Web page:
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Convective Drying of a Multicomponent Falling Film
Faculty of Chemical Engineering, National University of Engineering (UNI), Managua, Nicaragua.
Café Soluble, S.A., Managua, Nicaragua.
KTH, School of Chemical Science and Engineering (CHE), Chemical Engineering and Technology, Transport Phenomena.
2006 (English)In: DRYING 2006: IDS 2006 / [ed] István Farkas, 2006, 243-250 p.Conference paper (Refereed)
Place, publisher, year, edition, pages
2006. 243-250 p.
National Category
Chemical Engineering
URN: urn:nbn:se:kth:diva-28896ISBN: 963-9483-58-3OAI: diva2:390492
15th International Drying Symposium, Budapest, August 20-23, 2006
QC 20110124Available from: 2011-01-21 Created: 2011-01-21 Last updated: 2011-01-24Bibliographically approved
In thesis
1. Transport Coefficients during Drying of Solids containing Multicomponent Mixtures
Open this publication in new window or tab >>Transport Coefficients during Drying of Solids containing Multicomponent Mixtures
2011 (English)Doctoral thesis, comprehensive summary (Other academic)
Abstract [en]

This study investigated the transport coefficients involved in mass and heat transfer during the drying of a porous solid partially saturated with multicomponent mixtures.  It included the coefficients governing liquid transport through the solid, the matrix of multicomponent diffusion coefficients in the liquid phase, and the effective thermal conductivity.  As it is not possible to determine these coefficients by theoretical considerations alone and considerable experimental work is required to determine them in a broad range of process conditions, the principle of this study has been the use of mathematical models complemented with some empirical parameters.  These empirical parameters were determined by comparison between measurements in specially designed experiments and the results of mathematical models that describe the process.  In addition, the application of the multicomponent diffusion coefficients is described in two cases where liquid diffusion is important: convective evaporation of a multicomponent stationary liquid film and a falling film.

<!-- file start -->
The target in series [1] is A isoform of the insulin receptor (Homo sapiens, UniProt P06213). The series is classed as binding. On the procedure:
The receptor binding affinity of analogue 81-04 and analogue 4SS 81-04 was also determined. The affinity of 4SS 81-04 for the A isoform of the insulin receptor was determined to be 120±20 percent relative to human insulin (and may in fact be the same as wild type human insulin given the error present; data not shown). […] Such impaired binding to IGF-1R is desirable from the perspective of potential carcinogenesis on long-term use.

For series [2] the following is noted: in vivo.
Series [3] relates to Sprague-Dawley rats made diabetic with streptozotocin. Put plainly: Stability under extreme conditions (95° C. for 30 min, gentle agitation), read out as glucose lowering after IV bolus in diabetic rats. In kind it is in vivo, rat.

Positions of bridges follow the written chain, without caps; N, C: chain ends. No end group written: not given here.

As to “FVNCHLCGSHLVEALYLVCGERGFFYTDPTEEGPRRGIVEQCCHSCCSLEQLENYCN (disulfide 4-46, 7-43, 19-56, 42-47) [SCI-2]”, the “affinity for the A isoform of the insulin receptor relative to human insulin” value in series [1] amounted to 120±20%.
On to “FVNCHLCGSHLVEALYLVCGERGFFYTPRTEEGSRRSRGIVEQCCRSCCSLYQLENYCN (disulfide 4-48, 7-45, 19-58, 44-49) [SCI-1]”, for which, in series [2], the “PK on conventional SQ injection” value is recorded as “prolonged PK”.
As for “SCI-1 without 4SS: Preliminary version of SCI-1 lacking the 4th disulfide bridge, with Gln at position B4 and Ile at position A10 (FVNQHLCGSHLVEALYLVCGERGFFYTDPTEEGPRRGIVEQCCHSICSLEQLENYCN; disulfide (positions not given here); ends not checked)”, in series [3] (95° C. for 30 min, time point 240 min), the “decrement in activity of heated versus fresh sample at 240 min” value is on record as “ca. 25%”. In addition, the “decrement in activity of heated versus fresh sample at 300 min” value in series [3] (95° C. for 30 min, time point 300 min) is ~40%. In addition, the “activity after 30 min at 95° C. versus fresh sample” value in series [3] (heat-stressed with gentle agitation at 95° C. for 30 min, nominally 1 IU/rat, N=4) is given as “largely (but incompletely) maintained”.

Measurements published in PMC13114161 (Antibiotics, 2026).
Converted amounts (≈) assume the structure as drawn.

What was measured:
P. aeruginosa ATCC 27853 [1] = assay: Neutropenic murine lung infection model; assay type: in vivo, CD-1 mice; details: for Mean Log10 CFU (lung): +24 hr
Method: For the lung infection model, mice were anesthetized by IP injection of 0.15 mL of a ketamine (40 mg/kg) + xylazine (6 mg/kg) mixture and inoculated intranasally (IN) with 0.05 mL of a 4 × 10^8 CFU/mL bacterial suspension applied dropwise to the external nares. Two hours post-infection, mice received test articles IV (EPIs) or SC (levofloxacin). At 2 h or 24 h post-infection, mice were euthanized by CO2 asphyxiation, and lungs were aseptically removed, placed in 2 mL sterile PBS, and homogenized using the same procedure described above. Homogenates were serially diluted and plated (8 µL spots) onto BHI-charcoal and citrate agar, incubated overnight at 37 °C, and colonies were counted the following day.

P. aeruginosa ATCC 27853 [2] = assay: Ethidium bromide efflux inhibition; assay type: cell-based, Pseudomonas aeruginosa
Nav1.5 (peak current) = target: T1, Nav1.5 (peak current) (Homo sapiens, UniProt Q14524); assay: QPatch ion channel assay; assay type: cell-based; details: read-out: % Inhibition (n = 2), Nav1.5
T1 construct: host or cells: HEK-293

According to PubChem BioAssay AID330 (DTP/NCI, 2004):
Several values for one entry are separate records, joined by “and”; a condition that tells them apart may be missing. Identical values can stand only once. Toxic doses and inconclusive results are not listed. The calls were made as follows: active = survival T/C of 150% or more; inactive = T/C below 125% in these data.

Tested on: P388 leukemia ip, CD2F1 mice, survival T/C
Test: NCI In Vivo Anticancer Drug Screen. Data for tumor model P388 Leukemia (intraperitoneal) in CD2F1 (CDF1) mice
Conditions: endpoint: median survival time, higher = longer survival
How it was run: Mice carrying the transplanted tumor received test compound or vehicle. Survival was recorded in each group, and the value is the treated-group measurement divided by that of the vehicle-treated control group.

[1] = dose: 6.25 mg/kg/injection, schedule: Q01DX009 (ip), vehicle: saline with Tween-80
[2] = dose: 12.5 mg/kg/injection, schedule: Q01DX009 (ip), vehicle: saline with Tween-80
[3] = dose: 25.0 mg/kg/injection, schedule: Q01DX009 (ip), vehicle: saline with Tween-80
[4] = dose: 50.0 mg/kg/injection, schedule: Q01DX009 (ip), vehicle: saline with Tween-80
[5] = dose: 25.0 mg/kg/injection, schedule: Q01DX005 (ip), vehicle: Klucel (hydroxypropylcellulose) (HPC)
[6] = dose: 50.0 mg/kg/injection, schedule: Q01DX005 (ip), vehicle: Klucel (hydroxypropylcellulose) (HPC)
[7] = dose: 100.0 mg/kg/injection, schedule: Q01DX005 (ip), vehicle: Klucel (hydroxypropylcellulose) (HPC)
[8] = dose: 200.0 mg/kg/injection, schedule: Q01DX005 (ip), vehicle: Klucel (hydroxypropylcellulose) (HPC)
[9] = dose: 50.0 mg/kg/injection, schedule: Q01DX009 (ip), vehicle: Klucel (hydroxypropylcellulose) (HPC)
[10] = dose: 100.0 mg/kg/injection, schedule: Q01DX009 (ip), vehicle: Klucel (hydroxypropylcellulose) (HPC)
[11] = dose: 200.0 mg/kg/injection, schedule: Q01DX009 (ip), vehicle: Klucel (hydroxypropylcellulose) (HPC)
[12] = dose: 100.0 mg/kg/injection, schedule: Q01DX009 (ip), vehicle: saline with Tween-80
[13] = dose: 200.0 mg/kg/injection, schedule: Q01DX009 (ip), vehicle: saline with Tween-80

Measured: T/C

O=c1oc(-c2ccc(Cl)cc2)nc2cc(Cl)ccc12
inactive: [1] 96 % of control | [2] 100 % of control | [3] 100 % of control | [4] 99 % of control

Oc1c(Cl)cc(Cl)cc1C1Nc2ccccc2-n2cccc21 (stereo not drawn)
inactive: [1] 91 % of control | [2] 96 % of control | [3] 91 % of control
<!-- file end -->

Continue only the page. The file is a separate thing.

To study liquid transport through the solid, isothermal drying experiments were performed to determine the transient composition profiles and total liquid content of sand samples wetted with ternary liquid mixtures with different initial compositions and temperatures.  A mathematical model including mass transfer by capillary movement of the liquid and interactive diffusion in both the gas and liquid phases was developed.  To simulate the capillary movement of liquid mixtures, parameters experimentally determined for single liquids were weighed according to liquid composition. A fairly good agreement between theoretical and experimental liquid composition profiles was obtained considering that axial dispersion was included in the model.